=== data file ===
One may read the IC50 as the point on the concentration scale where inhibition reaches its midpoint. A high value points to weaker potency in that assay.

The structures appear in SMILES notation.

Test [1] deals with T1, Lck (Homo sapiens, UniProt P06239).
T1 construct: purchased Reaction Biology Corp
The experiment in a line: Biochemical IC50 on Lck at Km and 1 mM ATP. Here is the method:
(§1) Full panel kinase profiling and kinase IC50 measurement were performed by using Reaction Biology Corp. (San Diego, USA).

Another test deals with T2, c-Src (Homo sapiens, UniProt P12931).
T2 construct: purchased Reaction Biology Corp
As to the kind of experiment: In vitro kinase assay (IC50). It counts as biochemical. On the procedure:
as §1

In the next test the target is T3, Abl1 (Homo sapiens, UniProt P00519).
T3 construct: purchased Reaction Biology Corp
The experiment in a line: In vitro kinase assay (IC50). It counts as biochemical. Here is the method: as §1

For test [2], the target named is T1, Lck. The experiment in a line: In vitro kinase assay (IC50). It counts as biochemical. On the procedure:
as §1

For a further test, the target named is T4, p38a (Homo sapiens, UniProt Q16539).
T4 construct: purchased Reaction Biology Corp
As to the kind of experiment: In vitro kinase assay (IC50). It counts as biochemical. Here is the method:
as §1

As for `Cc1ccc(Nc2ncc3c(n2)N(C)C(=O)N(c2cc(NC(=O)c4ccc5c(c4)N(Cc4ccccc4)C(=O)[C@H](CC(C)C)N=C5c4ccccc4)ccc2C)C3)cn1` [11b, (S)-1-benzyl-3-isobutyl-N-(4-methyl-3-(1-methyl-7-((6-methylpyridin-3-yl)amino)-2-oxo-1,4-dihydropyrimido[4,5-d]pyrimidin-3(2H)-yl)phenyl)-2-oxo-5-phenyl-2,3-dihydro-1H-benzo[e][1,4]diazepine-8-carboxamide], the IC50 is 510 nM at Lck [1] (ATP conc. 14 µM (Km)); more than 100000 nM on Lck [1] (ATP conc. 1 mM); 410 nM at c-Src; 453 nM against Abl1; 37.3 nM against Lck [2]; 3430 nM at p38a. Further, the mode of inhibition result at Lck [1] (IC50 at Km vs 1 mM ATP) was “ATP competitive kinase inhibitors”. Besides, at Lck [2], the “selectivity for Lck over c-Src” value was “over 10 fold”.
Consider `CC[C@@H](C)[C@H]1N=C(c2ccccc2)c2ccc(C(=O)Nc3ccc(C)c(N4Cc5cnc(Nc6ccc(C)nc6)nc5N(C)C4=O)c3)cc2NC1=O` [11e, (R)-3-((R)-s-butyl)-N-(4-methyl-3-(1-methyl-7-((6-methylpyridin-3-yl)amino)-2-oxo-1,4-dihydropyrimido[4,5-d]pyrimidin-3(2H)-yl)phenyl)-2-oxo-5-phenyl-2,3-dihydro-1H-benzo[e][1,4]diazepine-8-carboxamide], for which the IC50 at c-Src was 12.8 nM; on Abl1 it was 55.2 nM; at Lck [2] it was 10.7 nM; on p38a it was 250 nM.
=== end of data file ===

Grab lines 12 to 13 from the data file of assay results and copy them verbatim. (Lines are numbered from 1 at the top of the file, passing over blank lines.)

T3 construct: purchased Reaction Biology Corp
The experiment in a line: In vitro kinase assay (IC50). It counts as biochemical. Here is the method: as §1